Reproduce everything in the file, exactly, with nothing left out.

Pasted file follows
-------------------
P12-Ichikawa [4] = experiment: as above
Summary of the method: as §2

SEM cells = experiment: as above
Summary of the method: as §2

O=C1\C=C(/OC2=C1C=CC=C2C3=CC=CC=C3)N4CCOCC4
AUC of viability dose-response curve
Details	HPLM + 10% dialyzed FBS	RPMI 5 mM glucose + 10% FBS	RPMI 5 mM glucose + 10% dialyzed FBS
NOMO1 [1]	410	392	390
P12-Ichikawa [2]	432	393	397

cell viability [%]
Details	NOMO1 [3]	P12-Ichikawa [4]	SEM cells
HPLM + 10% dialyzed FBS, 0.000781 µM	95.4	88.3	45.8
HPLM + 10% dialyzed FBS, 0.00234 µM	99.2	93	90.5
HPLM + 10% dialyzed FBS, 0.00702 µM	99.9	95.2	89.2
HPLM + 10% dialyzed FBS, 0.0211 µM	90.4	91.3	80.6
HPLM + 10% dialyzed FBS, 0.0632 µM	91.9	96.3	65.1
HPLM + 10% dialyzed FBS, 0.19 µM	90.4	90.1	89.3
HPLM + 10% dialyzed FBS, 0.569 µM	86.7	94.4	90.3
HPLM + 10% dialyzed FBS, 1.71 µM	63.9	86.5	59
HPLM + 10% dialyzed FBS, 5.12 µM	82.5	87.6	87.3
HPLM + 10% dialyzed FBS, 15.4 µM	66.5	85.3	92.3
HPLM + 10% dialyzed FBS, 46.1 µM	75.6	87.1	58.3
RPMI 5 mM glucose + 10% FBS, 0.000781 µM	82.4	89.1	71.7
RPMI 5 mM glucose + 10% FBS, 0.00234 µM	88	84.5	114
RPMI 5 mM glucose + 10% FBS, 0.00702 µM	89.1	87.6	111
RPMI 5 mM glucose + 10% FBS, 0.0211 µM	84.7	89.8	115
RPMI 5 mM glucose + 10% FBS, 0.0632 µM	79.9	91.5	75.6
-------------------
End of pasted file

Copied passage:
P12-Ichikawa [4] = experiment: as above
Summary of the method: as §2

SEM cells = experiment: as above
Summary of the method: as §2

O=C1\C=C(/OC2=C1C=CC=C2C3=CC=CC=C3)N4CCOCC4
AUC of viability dose-response curve
Details	HPLM + 10% dialyzed FBS	RPMI 5 mM glucose + 10% FBS	RPMI 5 mM glucose + 10% dialyzed FBS
NOMO1 [1]	410	392	390
P12-Ichikawa [2]	432	393	397

cell viability [%]
Details	NOMO1 [3]	P12-Ichikawa [4]	SEM cells
HPLM + 10% dialyzed FBS, 0.000781 µM	95.4	88.3	45.8
HPLM + 10% dialyzed FBS, 0.00234 µM	99.2	93	90.5
HPLM + 10% dialyzed FBS, 0.00702 µM	99.9	95.2	89.2
HPLM + 10% dialyzed FBS, 0.0211 µM	90.4	91.3	80.6
HPLM + 10% dialyzed FBS, 0.0632 µM	91.9	96.3	65.1
HPLM + 10% dialyzed FBS, 0.19 µM	90.4	90.1	89.3
HPLM + 10% dialyzed FBS, 0.569 µM	86.7	94.4	90.3
HPLM + 10% dialyzed FBS, 1.71 µM	63.9	86.5	59
HPLM + 10% dialyzed FBS, 5.12 µM	82.5	87.6	87.3
HPLM + 10% dialyzed FBS, 15.4 µM	66.5	85.3	92.3
HPLM + 10% dialyzed FBS, 46.1 µM	75.6	87.1	58.3
RPMI 5 mM glucose + 10% FBS, 0.000781 µM	82.4	89.1	71.7
RPMI 5 mM glucose + 10% FBS, 0.00234 µM	88	84.5	114
RPMI 5 mM glucose + 10% FBS, 0.00702 µM	89.1	87.6	111
RPMI 5 mM glucose + 10% FBS, 0.0211 µM	84.7	89.8	115
RPMI 5 mM glucose + 10% FBS, 0.0632 µM	79.9	91.5	75.6